ASK THE EXPERT - September,October 2017

Note: Dear parents, Thank you for sending in your queries. Some of the queries put up by you were not related to children's emotional and behavioural problems but about admissions and results. Please note that this page does not address such questions. Some of you have also sent incomplete queries, with one or two word sentences, such as ‘rude behaviour', ‘happiness' and ‘aggression', which are difficult to respond to, as there is no explanation or description given about how the problem has started, what you find difficult to manage as a parent etc. The more descriptive the problem is, the better we would be able to respond to it.

Thank you

1. Why my child is so aggressive. And why she don't love to study

Gender: Female Age: 14 to 18 Category: Behavioural Issues

Response: To guide you better, we would need more information about your daughter's aggressive behaviour and lack of interest in studies. It would be essential to know about the onset, nature and severity of aggression, the situations in which she reacts aggressively and how you respond to the aggression. Similarly, it would also be important to know the exact challenges your daughter faces in her studies. Is there difficulty in understanding concepts or lack of interest or both? At times children are upset about changes in their life, peer pressure, difficulties in studies, or feelings that adults don't understand them which can contribute to them reacting with aggression. During the adolescent period, which roughly starts around 9 to 10 years of age, children go through physical, hormonal and emotional changes. The need for more autonomy and independent decision-making becomes an important concern at this age and can create a rift between what parents want from children and what children want to do. The best way to deal with this issue is to talk to her in an open and friendly manner about your observations. Allow her the space to first share her concerns and worries and work with her to find ways by which these can be addressed.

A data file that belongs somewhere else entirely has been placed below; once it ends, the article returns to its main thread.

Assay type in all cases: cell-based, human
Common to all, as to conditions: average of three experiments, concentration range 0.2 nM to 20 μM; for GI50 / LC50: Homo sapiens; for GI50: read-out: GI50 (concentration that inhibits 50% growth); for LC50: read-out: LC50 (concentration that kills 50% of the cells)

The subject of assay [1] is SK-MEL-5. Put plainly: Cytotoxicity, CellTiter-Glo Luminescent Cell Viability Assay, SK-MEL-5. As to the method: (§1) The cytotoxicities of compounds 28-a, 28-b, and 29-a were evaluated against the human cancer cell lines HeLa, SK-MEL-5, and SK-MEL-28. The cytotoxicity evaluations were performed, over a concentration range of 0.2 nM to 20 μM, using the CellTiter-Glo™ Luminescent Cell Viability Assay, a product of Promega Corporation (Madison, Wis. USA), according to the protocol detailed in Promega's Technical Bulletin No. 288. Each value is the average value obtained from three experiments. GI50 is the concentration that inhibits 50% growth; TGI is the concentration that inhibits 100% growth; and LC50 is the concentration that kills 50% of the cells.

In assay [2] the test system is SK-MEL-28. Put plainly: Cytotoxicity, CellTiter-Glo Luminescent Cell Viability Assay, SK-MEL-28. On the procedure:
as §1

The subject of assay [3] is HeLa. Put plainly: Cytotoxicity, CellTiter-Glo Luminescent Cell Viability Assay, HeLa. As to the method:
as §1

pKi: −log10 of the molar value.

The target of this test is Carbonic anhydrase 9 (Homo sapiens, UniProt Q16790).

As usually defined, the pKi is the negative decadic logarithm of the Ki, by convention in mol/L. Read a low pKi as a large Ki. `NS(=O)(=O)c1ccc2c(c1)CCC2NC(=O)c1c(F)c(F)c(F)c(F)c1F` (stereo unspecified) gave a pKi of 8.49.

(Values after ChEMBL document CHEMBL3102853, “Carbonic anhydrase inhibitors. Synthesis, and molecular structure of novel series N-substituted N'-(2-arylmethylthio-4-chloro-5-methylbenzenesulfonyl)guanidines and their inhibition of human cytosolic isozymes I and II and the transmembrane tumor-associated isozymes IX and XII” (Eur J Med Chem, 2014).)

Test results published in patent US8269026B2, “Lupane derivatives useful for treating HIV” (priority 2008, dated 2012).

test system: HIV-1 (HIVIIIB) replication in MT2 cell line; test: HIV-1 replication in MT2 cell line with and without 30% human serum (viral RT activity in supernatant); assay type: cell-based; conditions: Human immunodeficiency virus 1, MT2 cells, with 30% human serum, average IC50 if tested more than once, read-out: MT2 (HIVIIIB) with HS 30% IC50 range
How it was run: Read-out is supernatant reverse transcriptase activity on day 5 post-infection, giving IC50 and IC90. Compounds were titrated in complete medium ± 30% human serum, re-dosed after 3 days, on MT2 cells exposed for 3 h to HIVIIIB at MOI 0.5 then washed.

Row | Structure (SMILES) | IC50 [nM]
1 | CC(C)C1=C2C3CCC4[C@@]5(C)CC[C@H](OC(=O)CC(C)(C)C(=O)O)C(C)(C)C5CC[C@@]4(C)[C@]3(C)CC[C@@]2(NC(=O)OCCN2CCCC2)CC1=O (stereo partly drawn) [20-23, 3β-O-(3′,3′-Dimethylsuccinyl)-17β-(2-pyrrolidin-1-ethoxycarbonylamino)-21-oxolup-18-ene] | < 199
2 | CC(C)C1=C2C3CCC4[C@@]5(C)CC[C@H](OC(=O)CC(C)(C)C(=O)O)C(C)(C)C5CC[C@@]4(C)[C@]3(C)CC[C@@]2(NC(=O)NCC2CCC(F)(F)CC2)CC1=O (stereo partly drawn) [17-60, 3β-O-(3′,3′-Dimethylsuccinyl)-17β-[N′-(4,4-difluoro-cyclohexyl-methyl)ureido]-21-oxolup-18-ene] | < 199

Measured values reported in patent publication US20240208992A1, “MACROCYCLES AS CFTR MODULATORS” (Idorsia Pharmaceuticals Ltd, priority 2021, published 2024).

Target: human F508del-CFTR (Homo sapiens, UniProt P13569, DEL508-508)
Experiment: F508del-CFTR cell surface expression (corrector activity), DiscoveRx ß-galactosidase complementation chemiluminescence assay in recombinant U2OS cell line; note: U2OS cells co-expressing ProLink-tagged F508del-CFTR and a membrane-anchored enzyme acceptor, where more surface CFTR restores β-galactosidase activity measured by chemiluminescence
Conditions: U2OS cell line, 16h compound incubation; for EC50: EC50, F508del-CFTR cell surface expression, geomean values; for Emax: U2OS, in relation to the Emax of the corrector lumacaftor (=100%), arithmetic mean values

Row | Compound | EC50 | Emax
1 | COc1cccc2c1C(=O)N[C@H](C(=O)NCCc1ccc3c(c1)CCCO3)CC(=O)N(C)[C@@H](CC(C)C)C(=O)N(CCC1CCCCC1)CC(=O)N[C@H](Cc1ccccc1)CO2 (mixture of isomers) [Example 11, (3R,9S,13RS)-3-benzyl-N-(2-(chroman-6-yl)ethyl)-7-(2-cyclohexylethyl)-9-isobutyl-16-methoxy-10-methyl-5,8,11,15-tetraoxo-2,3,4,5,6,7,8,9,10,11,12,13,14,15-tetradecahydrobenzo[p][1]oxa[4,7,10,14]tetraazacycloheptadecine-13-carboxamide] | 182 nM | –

2. My son is very intelligent.. He is a quick learner..but he gets fed-up of homework.. It becomes very difficult to convince him to do his homework.. He gets more irritated with written homework than learning.

Gender: Male Age: 6 to 8 Category: Concentration, Attention and Learning Issues

Response: Children have different learning styles and some can find wtiting or homework frustrating. Acknowledge his frustration with written work but at the same time tell him how it can help him learn and revise concepts. Think of ways by which homework time can be made easier for him. It should certainly be at a time when he is fresh and able to concentrate. Make sure that your son does not study in a room with too many distractions such as people talking, television, too many toys around etc. Break his main task into smaller tasks so that he can understand them better and is also not distracted. Let him know what he can do once he finishes his work, which will help as an incentive. You can also assess if he has any difficulty in writing and if that is the case, you can provide him with the required guidance and support. Good luck!

3. My child is very stubborn and does not pay any attention towards his studies. His teacher always complains about him. I even hired a tutor for him, still there is no change in him. Kindly suggest a solution to this. Thank you.


Gender: Male Age: 14 to 18 Category: Concentration, Attention and Learning Issues

Response: Talk to your son about your concerns openly and share your expectations about studying habits, etc. Help him identify ways by which he can organize himself better so that he can fully concentrate on his work and also do it more independently. Help him make a timetable with time allocated for relaxation activities. To help him concentrate better, make sure that your son does not study in a room with too many distractions such as people talking, television. You may also tell him to keep his phone and other electronic gadgets in a separate room when he is studying. Encourage him to break his main task into smaller tasks so that he can understand them better and is not distracted. You can also assess if he is getting ample sleep, nutrition and is not disturbed by any family issues and stressors. All these things can also affect children's ability to pay attention.